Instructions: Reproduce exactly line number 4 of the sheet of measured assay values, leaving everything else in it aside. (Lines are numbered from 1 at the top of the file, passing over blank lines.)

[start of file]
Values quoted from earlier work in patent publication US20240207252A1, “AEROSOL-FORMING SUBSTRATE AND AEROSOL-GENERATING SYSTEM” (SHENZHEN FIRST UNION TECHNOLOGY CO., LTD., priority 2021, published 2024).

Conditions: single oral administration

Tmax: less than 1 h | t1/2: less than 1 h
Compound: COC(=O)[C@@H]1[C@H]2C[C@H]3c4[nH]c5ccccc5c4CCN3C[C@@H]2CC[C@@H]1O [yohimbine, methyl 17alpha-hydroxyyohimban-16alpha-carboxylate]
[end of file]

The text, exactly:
Compound: COC(=O)[C@@H]1[C@H]2C[C@H]3c4[nH]c5ccccc5c4CCN3C[C@@H]2CC[C@@H]1O [yohimbine, methyl 17alpha-hydroxyyohimban-16alpha-carboxylate]